Maria Del Carmen Gomez described insects as large as birthday balloons on the hospital walls, a serpent 100 feet long inching its way across the ceiling, bugs the size of her good left hand crawling on her feet.
It was Saturday, the last day tiny Maria, dying of cancer, would talk before slipping into a coma. Morphine hallucinations came and went.
Sometimes, as though something was eating her insides, she would gasp and cover her abdomen with her hands - one was covered in bandages - when the morphine couldn't blot out the pain.
When she wasn't hallucinating, she would thank her friends in her room for beating on the walls and furniture, for trying to rid the place of strange creatures. Sometimes she would laugh with them when she realized she was just seeing things.
"I hope she gets to see funny clowns like my 12-year-old daughter did before she died of leukemia," Maria's brother, Victor, whispered.
Maria, bless her heart, only saw scary animals before she died Wednesday at age 53 at Kindred Hospital.
I met this woman who knew so much pain - far too much pain - shortly after a March savagery that saw her nearly beheaded in a machete attack, one that left her hands hanging from her wrists by a few pieces of flesh.
Authorities say ex-boyfriend Armando Vergara-Martinez ambushed her in the parking lot of the convenience store where she worked. He is in Clark County Detention Center on a $250,000 bond, awaiting an October trial on charges that include attempted murder and domestic violence.
"God will take care of him," Maria moaned Saturday. "I know he will."
Doctors say blood from her wounds was everywhere at University Medical Center when Maria was transported there. There was transfusion after transfusion. They never thought she would make it.
But she made it until Wednesday, and she did it most of the time, with a smile on her face.
Ernest Hemingway said courage was the ability to maintain grace under pressure. Maria had the ability to make other people feel better when she was under incredible pressure - remember, no one knew whether her hands could be saved.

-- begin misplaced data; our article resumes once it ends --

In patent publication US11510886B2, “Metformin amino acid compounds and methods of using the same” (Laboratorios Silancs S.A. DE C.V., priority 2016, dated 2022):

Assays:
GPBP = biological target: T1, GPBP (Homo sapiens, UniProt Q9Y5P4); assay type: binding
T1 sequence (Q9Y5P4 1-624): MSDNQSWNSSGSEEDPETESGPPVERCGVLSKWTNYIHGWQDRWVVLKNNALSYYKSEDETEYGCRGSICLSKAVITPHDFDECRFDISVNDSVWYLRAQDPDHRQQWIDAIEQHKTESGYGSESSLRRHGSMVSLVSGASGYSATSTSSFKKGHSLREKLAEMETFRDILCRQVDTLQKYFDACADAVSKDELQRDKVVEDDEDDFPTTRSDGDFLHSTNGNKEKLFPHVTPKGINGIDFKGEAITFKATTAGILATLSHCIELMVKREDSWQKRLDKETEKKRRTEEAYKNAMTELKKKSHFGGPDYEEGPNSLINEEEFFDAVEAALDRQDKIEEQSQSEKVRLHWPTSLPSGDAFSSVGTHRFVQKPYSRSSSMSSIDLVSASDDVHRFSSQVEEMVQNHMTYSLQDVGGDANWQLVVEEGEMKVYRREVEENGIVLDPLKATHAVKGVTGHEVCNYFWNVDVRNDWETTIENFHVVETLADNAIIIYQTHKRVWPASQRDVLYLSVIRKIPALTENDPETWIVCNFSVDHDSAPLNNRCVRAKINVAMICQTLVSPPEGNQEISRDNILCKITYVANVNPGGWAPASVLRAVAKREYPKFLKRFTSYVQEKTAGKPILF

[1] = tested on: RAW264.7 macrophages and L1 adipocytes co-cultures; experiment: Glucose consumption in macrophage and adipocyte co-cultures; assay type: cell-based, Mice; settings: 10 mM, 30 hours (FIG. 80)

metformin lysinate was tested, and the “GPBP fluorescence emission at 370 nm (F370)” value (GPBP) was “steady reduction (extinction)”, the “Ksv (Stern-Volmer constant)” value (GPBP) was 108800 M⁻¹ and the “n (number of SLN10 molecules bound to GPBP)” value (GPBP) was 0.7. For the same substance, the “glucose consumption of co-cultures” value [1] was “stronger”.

She never complained of her pain. But even her doctors, Carl Williams and Albert Capanna, knew she had to feel it. Repeatedly she joked that her "doctor angels" would help her live to be an "old lady" working against domestic violence in Las Vegas.
"But if they can't save my hands, I'll just use my voice," she would say. "I can talk without my hands."
Month after month she geared up for another surgery to repair wounds to her hands and head.
"I'm going to be fine," she said, glowing after her next to last plastic surgery on her hands this summer. "These doctors know what they're doing."
And then came last month's cancer operation, just as she had almost overcome the physical effects of the machete attack.
She seemed weary, so weary. She smiled, but was so tired.
The official version is that cancer, which attacked her ovaries and uterus and then spread throughout her body, killed her.
I'll always wonder, as will Williams, the plastic surgeon who saved her hands, how much stress had to play in contributing to the cancer, or at least her ability to fight it.
"I know her immune system had to be way, way down," he said. "I don't think she could fight anymore after what she went through."
What she went through, Williams is convinced, will change how Las Vegas views domestic violence in the future.
"I know I'm seeing the brutality of this terrible crime in a whole new light," he said. "I think others will, too, and we'll do more to stop it in this community."
Today, because of what happened to Maria, Williams has vowed to do plastic surgery free of charge to remove the scars on any woman who has been the victim of domestic abuse.
Williams had one more procedure to do on Maria to make her right hand, like her left, almost completely flexible.
He said he prayed she found some joy in her last days alive.
On Saturday, as her friend Francisca Torres gave her a foot massage, Maria listened to Rebeca Ferreira of Safe Faith United, a group dedicated to aiding victims of domestic violence, joke that Maria would have to pay for what made her ooh and ah.
Maria gave as good as she got.
"Then stop the massage," she said, "I want to save money to buy a house."
The three women laughed until they cried.
Contact reporter Paul Harasim at firstname.lastname@example.org or 702-387-2908.